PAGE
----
Not a drop, but you could build a small mountain with the ink and pages in the CTS Bookshop.
At any one time the bookshop has up to 8,000 books carefully fitted into wherever we can make space. Of course it’s not all books, in addition there are the icons, rosaries, statues, chalices, vestments, crosses, candles, jewellery and monastic produce from all over the world (soaps, incense, painted boxes, enamels) the housing and display of which constantly stretch our ingenuity and creativity.
When I first started working for CTS three and a half years ago I came equipped with an everyday faith and a love of books, I confess I had no idea what a novena was or why I should pray one (luckily the CTS did a leaflet), I had not heard of G.K. Chesterton, or St John Vianney.
Yet despite the brilliant books we stock, it’s the customers who teach us the most.
Questions about authors and on elements of the Faith force us to learn more than we ever might have otherwise. Of course there are some requests that we cannot fulfil, for example, no matter how often we are asked (at least once a week) we cannot provide large print pocket sized Bibles.
This is why:
Customers to the CTS Bookshop are from all walks of life, impossible to categorise or define.
We meet parish priests, nuns, catechists and seminarians, teachers, parents, students and scholars, people facing sickness, grief and abuse who are looking for comfort, people who want to help their friends and people who want to help themselves.
Orthodox Christians and Anglicans visit us, along with Atheists, Spiritualists and one gentleman trying to start his own cult. The actor Mark Williams visited us prior to filming the new Fr Brown TV series, and we were once visited by some ducks from St James’ Park (they didn’t buy anything).
Catholics from all over the world come here having heard of the CTS Bookshop and have come here specifically to ship books back home – since the launch of our website ctsbookshop.org in 2015 our second and third largest online markets are Hong Kong and Australia. We were once asked to outfit a library for a new Convent, and the sisters spent several happy hours emptying our shelves of books.
Of course, it’s not always our knowledge that is tested, but the very tenets of living the Faith. If you have read Jen Campbell’s Weird Things Customers Say in Bookshops or watched the comedy series Black Books you may have an inkling of what awaits in bookshops, and when you work in one with the words ‘Catholic‘ and ‘Truth‘ above the door…well.
In three years I have been called an idolater, a nazi, a hypocrite, a bigot (those classics regularly applied to Catholics nowadays) and asked to account for the finances of a parish in Spain, and these are just the encounters that included coherent sentences. All through this I find it helps to keep the cover words from The Hitchikers Guide to the Galaxy in mind. DON’T PANIC. And to remember to look for Christ in friend and stranger, no matter how mad or unpleasant.
There is a common perception that working with books means quiet and not much to do. The first is certainly not true in London, Victoria – an area under constant re-development, which has forced our own bookshop to move twice since its opening 90 years ago in 1926.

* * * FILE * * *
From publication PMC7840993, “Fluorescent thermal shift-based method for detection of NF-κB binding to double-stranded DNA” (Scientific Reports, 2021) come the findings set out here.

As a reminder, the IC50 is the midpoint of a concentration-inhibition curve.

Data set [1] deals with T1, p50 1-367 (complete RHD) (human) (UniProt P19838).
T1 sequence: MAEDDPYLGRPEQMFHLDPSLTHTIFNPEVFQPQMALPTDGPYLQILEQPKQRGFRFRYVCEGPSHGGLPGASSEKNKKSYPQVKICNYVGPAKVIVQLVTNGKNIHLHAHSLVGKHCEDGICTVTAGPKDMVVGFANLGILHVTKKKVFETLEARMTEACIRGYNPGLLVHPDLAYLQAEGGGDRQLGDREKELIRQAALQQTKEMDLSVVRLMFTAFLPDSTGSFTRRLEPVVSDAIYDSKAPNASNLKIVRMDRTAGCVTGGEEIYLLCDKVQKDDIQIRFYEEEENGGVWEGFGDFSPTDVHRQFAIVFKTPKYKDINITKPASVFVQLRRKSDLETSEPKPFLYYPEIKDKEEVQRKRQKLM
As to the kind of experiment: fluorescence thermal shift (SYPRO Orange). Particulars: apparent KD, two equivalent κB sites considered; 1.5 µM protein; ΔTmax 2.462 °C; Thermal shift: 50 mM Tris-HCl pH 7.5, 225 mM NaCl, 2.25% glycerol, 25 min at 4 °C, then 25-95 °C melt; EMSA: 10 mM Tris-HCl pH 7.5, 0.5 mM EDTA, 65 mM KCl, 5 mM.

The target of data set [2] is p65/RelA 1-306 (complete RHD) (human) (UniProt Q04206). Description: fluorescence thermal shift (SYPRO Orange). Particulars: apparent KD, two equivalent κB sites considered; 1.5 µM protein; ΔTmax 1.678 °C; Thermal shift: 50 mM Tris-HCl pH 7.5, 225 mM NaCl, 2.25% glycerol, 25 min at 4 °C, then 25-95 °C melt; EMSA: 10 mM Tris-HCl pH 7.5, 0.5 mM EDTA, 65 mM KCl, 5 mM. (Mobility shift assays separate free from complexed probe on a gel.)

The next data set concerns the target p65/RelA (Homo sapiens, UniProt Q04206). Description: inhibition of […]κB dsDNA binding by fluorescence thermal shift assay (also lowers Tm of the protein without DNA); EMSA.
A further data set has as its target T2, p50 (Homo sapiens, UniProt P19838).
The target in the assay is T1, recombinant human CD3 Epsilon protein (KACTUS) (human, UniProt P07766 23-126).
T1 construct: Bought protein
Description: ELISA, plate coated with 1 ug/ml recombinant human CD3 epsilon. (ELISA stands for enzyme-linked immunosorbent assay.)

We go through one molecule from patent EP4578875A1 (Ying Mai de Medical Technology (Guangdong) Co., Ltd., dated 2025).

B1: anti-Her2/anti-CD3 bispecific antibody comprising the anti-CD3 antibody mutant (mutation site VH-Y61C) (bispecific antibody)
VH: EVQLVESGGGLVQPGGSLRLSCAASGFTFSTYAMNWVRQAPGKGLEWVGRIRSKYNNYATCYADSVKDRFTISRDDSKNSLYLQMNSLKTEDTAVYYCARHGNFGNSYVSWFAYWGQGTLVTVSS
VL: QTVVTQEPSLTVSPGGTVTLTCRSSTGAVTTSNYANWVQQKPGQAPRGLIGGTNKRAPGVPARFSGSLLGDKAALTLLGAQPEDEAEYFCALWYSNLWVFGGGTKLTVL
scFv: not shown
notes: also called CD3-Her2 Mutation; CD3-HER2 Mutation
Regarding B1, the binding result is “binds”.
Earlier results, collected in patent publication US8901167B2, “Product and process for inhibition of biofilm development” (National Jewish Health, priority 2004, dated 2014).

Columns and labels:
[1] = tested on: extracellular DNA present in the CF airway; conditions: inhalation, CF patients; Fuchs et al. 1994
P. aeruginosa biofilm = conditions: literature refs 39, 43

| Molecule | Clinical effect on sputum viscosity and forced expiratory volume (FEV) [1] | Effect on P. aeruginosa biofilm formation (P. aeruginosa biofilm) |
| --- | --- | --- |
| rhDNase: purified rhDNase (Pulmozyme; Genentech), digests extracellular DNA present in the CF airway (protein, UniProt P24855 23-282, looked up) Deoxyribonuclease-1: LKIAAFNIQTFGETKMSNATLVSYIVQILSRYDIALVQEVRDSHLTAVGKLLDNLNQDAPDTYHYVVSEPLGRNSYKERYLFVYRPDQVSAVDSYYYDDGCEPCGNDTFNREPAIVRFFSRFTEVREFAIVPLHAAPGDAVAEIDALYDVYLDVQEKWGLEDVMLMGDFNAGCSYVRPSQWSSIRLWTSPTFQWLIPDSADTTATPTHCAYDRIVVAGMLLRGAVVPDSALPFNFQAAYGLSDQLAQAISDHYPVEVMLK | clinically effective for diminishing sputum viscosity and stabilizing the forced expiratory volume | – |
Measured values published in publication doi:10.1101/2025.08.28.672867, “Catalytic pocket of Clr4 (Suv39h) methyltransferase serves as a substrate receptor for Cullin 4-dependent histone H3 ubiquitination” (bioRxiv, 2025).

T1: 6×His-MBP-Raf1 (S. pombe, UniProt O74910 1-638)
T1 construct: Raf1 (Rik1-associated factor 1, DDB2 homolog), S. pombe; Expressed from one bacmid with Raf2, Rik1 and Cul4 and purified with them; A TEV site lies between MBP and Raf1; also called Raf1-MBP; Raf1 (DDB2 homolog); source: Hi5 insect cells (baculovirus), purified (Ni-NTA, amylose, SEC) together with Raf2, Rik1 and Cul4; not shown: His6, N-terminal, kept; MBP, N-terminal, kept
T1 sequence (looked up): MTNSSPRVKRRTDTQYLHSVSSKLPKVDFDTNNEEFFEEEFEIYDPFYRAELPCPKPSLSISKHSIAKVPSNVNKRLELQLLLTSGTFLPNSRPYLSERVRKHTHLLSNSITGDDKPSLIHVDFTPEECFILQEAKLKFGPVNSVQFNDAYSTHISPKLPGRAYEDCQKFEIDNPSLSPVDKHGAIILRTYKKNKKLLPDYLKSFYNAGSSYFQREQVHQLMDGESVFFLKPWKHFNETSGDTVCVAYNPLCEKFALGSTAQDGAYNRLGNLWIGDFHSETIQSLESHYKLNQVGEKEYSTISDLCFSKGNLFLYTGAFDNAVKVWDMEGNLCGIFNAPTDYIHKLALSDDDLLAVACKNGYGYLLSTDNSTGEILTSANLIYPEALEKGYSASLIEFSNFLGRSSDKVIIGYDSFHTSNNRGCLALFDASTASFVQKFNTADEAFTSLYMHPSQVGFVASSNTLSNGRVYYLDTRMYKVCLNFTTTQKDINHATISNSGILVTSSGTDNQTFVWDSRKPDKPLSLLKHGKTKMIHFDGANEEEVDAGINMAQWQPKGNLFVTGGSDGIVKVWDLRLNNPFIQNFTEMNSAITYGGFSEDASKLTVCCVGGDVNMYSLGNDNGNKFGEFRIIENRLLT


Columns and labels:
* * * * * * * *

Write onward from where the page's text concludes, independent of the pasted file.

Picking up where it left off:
To the second, I cannot think of a moment that I have been bored working in the CTS Bookshop. When new books come in they often end up on a staff members’ to-read shelf before they get to customers (my shelf is currently stacked 4 rows deep with piles on top), and when pay day comes round, often a part of that money goes right back where it came from in exchange for those books, films, and other items that we just couldn’t let go out on the shelf, or finish reading in our lunch breaks.
Then there are the unique moments when you stumble across an obscure book that turns out to be amazing – for example, while trying to make space to shelve new books in the Faith section I noticed a slim, plain book titled Only the Lover Sings, a bit obscure, so I pulled it out for a closer look.
It’s currently one of my favourite books from our stock – a beautiful, readable and inexpensive volume by the German philosopher who influenced Josef Ratzinger (Benedict XVI) on art, music and all forms of sub creation (creativity) as an act of love and yearning for God.
When you find a good book, or author you immediately want to share it with others, right? Well working in a bookshop you have the chance to share it with hundreds of people, and the challenges we set ourselves are how we can do that to the best of our ability, whether that’s with a display, a personal recommendation or a social media post.
Being a part of the CTS has some excellent perks – for starters, we have access to a group of individuals in our authors, whose collective knowledge of the Catholic Faith is utterly astounding.
Although our mission is to evangelise through literature, in many cases a few spoken words can get through to people much more efficiently than a book that they may or may not read. So, since 2015, we have invited our authors, speakers from other Catholic Charities and organisations to speak about the faith in 20-30 minute talks. Over the last year Aid to the Church in Need, the Apostleship of the Sea, the Marian Fathers and the National Office of Vocations have spoken about their work.
When I look around at the congregation of information on these shelves, I know that these are my guides to the complex world in which we live, and where better to live that than in this melting pot of many meetings. We are a small bookshop, we sell Catholic books. We cannot compete with Waterstones or Amazon, but we are dedicated to providing an encounter with the Catholic Faith through the words and wisdom, debates and dialogues that are waiting within the covers of books.